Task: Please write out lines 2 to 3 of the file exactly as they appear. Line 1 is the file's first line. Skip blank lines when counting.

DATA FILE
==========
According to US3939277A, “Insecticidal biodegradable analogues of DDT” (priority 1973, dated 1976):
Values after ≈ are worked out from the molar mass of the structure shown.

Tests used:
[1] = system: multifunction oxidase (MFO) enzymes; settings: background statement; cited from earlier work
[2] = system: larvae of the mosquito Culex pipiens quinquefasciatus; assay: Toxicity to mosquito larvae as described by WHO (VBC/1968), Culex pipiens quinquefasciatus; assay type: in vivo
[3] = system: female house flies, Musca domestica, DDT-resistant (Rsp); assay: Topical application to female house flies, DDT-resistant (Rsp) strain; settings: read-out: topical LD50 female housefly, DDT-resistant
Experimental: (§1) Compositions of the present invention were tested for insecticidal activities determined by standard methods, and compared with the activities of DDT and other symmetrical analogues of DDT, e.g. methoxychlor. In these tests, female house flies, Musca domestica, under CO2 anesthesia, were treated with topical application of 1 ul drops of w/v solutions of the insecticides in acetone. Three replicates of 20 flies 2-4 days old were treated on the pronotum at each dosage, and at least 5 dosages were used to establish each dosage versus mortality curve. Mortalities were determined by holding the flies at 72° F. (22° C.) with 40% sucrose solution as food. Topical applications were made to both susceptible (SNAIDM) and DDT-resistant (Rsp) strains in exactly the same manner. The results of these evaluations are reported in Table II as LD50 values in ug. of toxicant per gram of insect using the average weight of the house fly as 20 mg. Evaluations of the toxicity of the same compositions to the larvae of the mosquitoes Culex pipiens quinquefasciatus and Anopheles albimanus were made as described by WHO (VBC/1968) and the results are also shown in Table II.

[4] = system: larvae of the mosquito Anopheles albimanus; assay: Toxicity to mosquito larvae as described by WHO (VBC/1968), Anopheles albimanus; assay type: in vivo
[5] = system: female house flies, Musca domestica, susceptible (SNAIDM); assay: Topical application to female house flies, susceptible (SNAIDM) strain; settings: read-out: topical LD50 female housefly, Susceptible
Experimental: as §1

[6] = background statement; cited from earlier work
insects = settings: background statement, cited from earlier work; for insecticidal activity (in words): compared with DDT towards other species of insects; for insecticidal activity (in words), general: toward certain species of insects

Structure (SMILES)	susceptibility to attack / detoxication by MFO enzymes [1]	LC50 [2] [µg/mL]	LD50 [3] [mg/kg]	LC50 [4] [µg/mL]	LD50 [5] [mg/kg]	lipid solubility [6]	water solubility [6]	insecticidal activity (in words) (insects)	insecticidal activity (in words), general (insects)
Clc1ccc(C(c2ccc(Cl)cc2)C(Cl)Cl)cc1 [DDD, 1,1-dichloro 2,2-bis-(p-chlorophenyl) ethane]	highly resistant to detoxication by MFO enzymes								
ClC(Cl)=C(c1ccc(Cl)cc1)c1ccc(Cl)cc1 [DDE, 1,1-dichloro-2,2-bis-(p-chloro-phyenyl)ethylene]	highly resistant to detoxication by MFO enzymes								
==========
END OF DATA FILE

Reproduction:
Values after ≈ are worked out from the molar mass of the structure shown.

Tests used: